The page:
Let me say that again: My dream job, offered to me on a platter, and I laughed. By the time that I realized that it was a sincere offer, it was too late to take them up on it--the position was filled. I spent about a week sulking, and then started applying for other jobs. I eventually got one, and I'm still there, and in retrospect, I'm incredibly glad that I didn't take the job I was offered. I'm really happy where I am. I like this city. I met my husband at the job that I'm at. Maybe the "dream job" would've been better for my career, but where I ended up is better for me, and I'm glad that I'm here. I hope that in a few years, you're able to look back and think the same thing.
posted by MeghanC at 12:11 PM on May 13, 2009


I think you need to get out into the world for a while and get some perspective. Get a job - any job. Volunteer and spend some time with people who wish that their biggest mistake was choosing the wrong grad program. It's tough to realize that your decisions have consequences, but please be aware that the consequences you are suffering are completely subjective.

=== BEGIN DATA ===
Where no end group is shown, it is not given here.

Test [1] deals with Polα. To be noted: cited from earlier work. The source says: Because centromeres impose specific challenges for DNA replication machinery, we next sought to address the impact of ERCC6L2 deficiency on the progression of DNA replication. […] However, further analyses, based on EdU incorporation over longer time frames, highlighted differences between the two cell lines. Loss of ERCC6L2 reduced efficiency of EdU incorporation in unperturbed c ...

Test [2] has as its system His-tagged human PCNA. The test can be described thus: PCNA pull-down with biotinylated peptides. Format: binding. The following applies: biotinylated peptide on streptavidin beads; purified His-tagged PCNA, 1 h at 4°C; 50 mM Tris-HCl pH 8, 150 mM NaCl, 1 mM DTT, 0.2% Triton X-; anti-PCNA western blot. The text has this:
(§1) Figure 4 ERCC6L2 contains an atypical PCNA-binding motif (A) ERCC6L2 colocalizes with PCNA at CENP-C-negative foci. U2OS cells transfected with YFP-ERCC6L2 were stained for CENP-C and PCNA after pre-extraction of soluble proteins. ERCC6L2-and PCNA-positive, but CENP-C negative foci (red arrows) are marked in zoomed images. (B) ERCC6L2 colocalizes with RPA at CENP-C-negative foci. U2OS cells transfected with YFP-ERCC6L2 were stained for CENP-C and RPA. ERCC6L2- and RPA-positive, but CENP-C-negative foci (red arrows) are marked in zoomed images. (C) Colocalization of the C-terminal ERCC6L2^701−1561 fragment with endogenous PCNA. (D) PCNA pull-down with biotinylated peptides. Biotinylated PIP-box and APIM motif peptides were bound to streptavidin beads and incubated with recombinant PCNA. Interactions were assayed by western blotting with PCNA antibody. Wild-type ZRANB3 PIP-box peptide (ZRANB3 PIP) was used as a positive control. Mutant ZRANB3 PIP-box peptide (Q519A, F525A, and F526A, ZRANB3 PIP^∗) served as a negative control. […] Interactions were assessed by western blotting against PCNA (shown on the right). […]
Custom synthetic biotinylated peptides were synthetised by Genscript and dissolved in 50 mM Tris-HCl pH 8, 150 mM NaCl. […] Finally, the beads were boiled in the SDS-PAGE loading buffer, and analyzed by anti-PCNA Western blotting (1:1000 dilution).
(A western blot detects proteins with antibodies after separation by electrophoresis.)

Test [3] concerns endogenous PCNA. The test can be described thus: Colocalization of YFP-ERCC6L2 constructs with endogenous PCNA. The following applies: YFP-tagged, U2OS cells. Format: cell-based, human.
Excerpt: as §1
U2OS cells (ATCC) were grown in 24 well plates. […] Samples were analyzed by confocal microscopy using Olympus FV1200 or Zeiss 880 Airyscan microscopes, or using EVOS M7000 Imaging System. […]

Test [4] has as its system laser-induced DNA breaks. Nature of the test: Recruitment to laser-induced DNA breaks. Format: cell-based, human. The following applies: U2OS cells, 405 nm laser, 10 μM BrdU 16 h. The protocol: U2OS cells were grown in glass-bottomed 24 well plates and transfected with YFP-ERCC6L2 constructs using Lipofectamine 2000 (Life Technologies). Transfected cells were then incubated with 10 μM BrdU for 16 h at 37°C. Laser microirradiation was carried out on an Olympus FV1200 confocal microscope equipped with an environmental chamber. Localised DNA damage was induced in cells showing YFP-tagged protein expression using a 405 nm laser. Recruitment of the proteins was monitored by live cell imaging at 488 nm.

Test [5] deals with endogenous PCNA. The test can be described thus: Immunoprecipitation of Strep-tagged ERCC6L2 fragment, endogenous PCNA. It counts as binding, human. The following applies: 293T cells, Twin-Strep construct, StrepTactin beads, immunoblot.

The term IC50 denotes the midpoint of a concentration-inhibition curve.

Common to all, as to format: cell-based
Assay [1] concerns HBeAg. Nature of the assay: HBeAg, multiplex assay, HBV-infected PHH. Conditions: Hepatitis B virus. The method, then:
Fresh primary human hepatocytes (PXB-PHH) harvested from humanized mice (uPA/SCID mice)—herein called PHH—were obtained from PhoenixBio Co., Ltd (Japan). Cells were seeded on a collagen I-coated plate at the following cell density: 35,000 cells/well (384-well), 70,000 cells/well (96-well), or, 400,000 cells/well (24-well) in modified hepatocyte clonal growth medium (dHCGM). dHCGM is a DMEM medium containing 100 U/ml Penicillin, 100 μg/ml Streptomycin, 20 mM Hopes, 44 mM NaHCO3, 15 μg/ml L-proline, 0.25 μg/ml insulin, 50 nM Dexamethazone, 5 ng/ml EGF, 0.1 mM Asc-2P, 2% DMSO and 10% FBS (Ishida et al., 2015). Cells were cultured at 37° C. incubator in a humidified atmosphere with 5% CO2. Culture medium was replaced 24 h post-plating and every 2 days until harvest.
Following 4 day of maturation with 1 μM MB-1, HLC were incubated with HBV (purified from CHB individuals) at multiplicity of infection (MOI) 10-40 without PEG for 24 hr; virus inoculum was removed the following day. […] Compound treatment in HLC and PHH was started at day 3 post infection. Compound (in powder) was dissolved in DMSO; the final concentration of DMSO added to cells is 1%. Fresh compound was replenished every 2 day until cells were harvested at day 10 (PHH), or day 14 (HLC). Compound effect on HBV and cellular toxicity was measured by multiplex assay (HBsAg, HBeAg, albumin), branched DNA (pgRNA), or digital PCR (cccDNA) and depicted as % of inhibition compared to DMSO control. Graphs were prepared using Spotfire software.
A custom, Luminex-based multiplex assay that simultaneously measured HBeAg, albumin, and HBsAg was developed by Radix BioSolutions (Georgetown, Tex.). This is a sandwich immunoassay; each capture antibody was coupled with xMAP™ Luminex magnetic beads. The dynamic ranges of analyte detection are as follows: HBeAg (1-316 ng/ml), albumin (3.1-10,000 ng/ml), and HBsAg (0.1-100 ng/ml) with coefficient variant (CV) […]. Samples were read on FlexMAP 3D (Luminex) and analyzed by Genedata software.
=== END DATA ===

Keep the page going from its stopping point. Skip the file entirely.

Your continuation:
posted by The Light Fantastic at 12:23 PM on May 13, 2009


With the financial crisis I've managed to convince myself that not bothering to save heavily before the recent few months was a stroke of brilliance on my part rather than a fumble. Perhaps using some clever doublethink you can convince yourself that you were just zigging and zagging and dodging getting laid off. I find it helps to meditate on how considerably stupider are decisions that many other people make.
posted by XMLicious at 2:03 PM on May 13, 2009


This has been a significant issue for me as well. I am about to finish a 3 year masters program and am realizing that this field isn't suited for me at all. Initially, I went through the whole "I wasted 3 years and $60K, my life is ruined, now I'm too old to enter another field" existential crisis too. Now, I try really hard to think of all the positive things I got instead of thinking of these years as a waste. Sure, I may not use the skilled job-specific training in another career, but now I have better interpersonal skills, I am a more articulate speaker, I have made a few good friends who will probably stick around for years to come, I have experience with the ins and outs of grad school, I know a lot about my field of study, and I learned a lot about myself, how strong I am (sticking with this program for 3 years when I hated it), and what careers WON'T work for me. Now I can use that knowledge to explore other options that should be a better fit.